As a filmmaker Los Angeles is the place to be.
As L.A. natives, it was the last place Star and I wanted to settle down so we packed our things and, not lacking a certain amount of trepidation, hopped in a car pointing north. Neither of us had been to Portland before but we’d heard good things and were up for an adventure, which in hindsight makes us the most stereotypical LA-to-PDX migrants possible. And the cherry on top? The first thing I did upon arrival was shun my established career and begin building and selling custom hardwood furniture.
So yes, our lives were basically a Portlandia episode…
The one thing that was clear was that this was going to be home. It’s artistic and engaging, there’s always something amazing to do (or eat!) and we love how such a metropolitan downtown can be so close to some of the most incredible natural beauty in the world.
After a year working with wood and metal, I knew it was time to get back to my true passion. Portland is ad agency central and we’ve been super lucky to get to work alongside the best of them. Turns out it’s quite the challenge to condense an entire storytelling experience down to 30 seconds!
Our daughter was born on October 9th, to what was probably the most well documented first 24 hours in existence. I had 35mm film, two types of medium format film, our RED digital cinema camera, polaroid, digital, and even a disposable camera!
So the moral of the story is: buy stock in hard drive companies.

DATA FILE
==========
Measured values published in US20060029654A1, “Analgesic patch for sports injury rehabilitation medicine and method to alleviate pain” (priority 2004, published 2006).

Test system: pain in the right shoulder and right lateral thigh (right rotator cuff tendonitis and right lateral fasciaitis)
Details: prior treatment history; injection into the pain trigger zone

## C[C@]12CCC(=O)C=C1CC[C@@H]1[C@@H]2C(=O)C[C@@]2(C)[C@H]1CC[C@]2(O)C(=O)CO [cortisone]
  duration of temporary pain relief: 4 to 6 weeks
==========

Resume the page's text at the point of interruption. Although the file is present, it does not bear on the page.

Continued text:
I’ve heard people say design is everything, but I believe that’s only part of the equation. Great design is also functional and well made. I applied that philosophy in my furniture building and I continue to use it as the measure of what makes a great commercial: Does it intuitively explain the product? Is it produced to a certain quality standard? Is it aesthetically beautiful?
It works for us and at Carlino, I believe it should work in everyday life. When we found out Star was pregnant I discovered most kid stuff did not follow those criteria. At what point did “baby gear” become synonymous with “plastic, primary-colors, and cheaply-built”?
I had an especially hard time picking a stroller. They were the epitome of function over form, and even the best among them felt like they’d be broken within the year. After a lot of disappointing trips to a lot of different shops, we went back to the drawing board… well, the internet. In google images I searched “well designed stroller” because, well, we had to start somewhere! What came up was a beautifully designed stroller that took in to account Design, Safety and Functionality. Inspired by the work of Ray and Charles Eames, we finally found a stroller that fit our criteria.
And the rest is history.